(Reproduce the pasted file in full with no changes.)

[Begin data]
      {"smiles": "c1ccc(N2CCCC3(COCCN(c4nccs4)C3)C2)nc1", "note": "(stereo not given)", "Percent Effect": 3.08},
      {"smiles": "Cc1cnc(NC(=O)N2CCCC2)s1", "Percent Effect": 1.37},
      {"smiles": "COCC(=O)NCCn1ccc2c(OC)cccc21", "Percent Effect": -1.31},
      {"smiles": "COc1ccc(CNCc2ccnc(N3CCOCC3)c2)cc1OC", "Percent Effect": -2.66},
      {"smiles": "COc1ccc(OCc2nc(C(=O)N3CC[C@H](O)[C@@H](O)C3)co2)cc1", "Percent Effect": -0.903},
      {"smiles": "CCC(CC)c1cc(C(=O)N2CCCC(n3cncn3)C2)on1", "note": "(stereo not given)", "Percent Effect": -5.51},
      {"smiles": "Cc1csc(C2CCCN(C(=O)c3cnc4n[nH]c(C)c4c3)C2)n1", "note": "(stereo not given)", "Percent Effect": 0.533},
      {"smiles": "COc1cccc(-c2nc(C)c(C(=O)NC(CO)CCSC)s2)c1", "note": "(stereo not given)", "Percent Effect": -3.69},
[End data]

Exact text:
      {"smiles": "c1ccc(N2CCCC3(COCCN(c4nccs4)C3)C2)nc1", "note": "(stereo not given)", "Percent Effect": 3.08},
      {"smiles": "Cc1cnc(NC(=O)N2CCCC2)s1", "Percent Effect": 1.37},
      {"smiles": "COCC(=O)NCCn1ccc2c(OC)cccc21", "Percent Effect": -1.31},
      {"smiles": "COc1ccc(CNCc2ccnc(N3CCOCC3)c2)cc1OC", "Percent Effect": -2.66},
      {"smiles": "COc1ccc(OCc2nc(C(=O)N3CC[C@H](O)[C@@H](O)C3)co2)cc1", "Percent Effect": -0.903},
      {"smiles": "CCC(CC)c1cc(C(=O)N2CCCC(n3cncn3)C2)on1", "note": "(stereo not given)", "Percent Effect": -5.51},
      {"smiles": "Cc1csc(C2CCCN(C(=O)c3cnc4n[nH]c(C)c4c3)C2)n1", "note": "(stereo not given)", "Percent Effect": 0.533},
      {"smiles": "COc1cccc(-c2nc(C)c(C(=O)NC(CO)CCSC)s2)c1", "note": "(stereo not given)", "Percent Effect": -3.69},